Study: Skin Cancer in Young Adults on the Rise

Common skin cancers have more than tripled among young adults over the past decade. A study shows that the rising rates are due to increased exposure to ultraviolet light and ozone depletion in the atmosphere.

Copyright © 2005 NPR. For personal, noncommercial use only. See Terms of Use. For other uses, prior permission required.

LINDA WERTHEIMER, host:

Researchers are finding a worrisome increase in skin cancer among younger adults. That's despite public health warnings about the danger of exposure to the sun. NPR's Patricia Neighmond reports on a study in this week's Journal of the American Medical Association.

PATRICIA NEIGHMOND reporting:

Researchers from the Mayo Clinic in Rochester, Minnesota, looked at incidents of the two cancers in a nearby county over a 27-year period comparing rates in the late '70s to rates in 2000, 2003. The two cancers were not melanoma. There were the more common and easily treated types of skin cancer known as basal cell and squamous cell carcinoma. Dermatologic surgeon Leslie Christianson.

Dr. LESLIE CHRISTIANSON (Dermatologic Surgeon): The incidents of basal cell carcinoma in women has increased almost three times during that time frame. The incidents of basal cell has not increased in men.

NEIGHMOND: Although there weren't a large number of cases overall, the rates of squamous cell skin cancer also increased among both men and women during the same time period.

Dr. JAMES SPENCER (Dermatologist): It confirms what I've been observing.

NEIGHMOND: Dermatologist James Spencer practices in St. Petersburg, Florida. He represents the American Academy of Dermatology.

Dr. SPENCER: When I started my career, which was in 1992, skin cancer was something that we saw in older people, frankly, and it was very unusual to see someone in their 30s or 20s with skin cancer. Now I feel that it's routine. I had a young woman 21 years old with a large skin cancer near her eye. Ten years ago, that would have been extraordinary, and as I said, now we see it fairly often.

NEIGHMOND: And unlike melanoma, says Spencer, the cause of these cancers is clear.

Dr. SPENCER: Ultraviolet light, period, end of discussion.

NEIGHMOND: Even so, Spencer says, surveys of young people indicate a disregard for this knowledge. He points to recent research in pediatric journals.

Mr. SPENCER: Surveying thousands of young people and asking some real simple questions. Young people meaning teen-agers, `Do you wear sunscreen when you go out on a sunny day?' And the answer is only one-third of them do. Two-thirds do not. `Do you wear a hat? Do you wear sunglasses to protect your eyes?' `No.' The majority? No, they don't. `Do you go to indoor tanning salons?' By the time they're college age, about 50 percent have been.

NEIGHMOND: Studies show UV rays from indoor tanning salons are just as dangerous as exposure to the sun, and because the bulbs can be very high-intensity, Spencer says a lot of teens and young adults get the equivalent of many hours of sunlight in just 20 minutes. Mayo Clinic researchers say the findings of this study should motivate more people to take exposure to the sun seriously and as a result take precautions, things you've heard before: sunscreen, a hat and no tanning salons. Researcher Leslie Christianson says both types of skin cancer look like small bumps or scaly patches which are reddish or pink and bleed easily. While these skin cancers are rarely fatal, they're still serious, she says, and require invasive treatment.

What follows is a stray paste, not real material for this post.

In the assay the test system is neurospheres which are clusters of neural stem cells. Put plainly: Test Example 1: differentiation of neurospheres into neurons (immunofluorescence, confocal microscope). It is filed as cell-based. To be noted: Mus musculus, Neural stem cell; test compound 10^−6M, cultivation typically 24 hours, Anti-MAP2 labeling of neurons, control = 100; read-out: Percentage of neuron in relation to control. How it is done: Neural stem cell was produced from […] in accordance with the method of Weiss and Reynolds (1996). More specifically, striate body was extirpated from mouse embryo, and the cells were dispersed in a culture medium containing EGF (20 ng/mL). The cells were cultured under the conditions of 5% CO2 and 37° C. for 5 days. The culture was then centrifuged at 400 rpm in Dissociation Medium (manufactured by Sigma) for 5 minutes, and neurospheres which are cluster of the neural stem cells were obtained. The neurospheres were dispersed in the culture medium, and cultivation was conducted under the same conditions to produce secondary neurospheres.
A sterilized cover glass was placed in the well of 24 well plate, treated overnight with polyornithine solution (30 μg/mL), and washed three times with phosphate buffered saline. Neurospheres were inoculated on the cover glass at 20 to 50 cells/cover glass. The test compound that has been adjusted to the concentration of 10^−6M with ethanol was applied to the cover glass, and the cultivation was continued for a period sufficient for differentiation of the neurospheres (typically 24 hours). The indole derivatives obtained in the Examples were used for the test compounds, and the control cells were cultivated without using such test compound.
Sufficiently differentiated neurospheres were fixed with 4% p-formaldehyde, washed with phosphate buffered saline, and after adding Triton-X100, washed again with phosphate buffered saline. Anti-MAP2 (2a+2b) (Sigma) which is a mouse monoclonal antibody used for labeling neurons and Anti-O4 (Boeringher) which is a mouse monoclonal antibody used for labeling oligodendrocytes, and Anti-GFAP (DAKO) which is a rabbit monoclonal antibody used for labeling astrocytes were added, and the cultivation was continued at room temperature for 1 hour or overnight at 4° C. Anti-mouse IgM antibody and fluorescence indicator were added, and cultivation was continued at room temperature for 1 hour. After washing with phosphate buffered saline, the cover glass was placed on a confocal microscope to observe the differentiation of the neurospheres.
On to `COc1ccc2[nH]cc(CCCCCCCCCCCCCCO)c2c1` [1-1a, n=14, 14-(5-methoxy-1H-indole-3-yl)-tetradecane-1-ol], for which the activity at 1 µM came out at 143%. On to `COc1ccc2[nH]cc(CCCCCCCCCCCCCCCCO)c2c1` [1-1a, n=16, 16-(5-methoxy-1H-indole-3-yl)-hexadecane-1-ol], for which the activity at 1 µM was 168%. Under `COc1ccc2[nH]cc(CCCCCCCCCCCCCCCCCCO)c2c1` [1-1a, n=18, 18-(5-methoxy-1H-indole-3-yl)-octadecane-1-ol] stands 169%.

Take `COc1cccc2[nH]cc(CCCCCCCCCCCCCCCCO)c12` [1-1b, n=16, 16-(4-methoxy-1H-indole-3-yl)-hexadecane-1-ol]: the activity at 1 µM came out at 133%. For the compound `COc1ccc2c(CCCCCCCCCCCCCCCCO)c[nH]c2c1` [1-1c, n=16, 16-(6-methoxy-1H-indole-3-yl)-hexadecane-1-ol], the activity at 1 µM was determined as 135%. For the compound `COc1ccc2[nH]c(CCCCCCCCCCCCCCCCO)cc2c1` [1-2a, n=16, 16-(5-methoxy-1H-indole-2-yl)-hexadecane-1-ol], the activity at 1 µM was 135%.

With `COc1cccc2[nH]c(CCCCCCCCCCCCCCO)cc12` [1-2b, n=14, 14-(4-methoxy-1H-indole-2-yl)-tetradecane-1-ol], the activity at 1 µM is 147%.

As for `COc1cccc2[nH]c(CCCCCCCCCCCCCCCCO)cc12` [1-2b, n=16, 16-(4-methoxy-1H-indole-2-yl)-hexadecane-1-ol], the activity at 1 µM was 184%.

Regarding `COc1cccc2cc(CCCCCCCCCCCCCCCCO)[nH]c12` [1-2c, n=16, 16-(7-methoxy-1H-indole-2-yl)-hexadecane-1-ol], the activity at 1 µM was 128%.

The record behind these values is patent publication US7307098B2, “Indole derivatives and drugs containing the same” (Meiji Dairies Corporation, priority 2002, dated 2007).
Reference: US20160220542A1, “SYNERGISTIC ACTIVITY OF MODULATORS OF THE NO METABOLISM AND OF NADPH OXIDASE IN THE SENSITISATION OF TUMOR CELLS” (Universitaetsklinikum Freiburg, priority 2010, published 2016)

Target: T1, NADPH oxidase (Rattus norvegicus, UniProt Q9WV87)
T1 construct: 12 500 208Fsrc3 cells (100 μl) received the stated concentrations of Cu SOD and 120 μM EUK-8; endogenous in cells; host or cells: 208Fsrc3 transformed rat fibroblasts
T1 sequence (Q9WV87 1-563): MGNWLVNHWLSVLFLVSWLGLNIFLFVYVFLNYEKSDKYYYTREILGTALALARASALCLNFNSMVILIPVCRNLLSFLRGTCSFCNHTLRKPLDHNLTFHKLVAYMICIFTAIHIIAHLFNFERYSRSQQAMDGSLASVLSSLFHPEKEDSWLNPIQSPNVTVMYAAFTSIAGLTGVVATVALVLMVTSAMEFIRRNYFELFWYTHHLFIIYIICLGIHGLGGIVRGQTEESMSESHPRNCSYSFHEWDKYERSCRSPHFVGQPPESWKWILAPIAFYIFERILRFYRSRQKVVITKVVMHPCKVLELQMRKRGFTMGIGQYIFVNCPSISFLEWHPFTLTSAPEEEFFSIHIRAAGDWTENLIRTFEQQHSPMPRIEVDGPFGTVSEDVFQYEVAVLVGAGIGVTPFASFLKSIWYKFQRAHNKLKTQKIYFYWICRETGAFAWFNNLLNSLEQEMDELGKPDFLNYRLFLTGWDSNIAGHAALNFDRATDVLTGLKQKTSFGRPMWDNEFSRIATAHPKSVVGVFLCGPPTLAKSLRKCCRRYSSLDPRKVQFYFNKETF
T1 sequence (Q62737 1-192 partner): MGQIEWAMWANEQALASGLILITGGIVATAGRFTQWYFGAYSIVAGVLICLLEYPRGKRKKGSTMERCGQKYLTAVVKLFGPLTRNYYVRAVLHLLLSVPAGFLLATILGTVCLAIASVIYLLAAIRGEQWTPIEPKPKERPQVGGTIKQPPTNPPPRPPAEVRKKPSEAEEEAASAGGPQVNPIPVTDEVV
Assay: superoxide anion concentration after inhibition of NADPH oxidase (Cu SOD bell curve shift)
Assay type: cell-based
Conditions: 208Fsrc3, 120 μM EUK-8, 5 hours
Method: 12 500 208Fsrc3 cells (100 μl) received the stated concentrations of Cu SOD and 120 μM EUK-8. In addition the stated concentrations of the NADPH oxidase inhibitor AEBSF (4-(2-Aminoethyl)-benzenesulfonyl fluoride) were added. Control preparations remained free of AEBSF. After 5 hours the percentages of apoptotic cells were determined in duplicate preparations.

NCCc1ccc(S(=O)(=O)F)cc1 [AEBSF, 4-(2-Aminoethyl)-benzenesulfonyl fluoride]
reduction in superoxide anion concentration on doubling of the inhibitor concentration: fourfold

Dr. CHRISTIANSON: And they are cancers that will continue to grow, and if you do not have it removed, it will just continue to grow and grow and destroy the skin that it's living in till you have this big open wound and this big sore.

NEIGHMOND: And once individuals get non-melanoma skin cancer, more than half get it again within a few years, and after two incidents, 75 percent of patients get it a third time. Patricia Neighmond, NPR News.

WERTHEIMER: This is NPR News.

Copyright © 2005 NPR. All rights reserved. No quotes from the materials contained herein may be used in any media without attribution to NPR. This transcript is provided for personal, noncommercial use only, pursuant to our Terms of Use. Any other use requires NPR's prior permission. Visit our permissions page for further information.

NPR transcripts are created on a rush deadline by a contractor for NPR, and accuracy and availability may vary. This text may not be in its final form and may be updated or revised in the future. Please be aware that the authoritative record of NPR's programming is the audio.

Related NPR Stories

Comments

 

Please keep your community civil. All comments must follow the NPR.org Community rules and terms of use, and will be moderated prior to posting. NPR reserves the right to use the comments we receive, in whole or in part, and to use the commenter's name and location, in any medium. See also the Terms of Use, Privacy Policy and Community FAQ.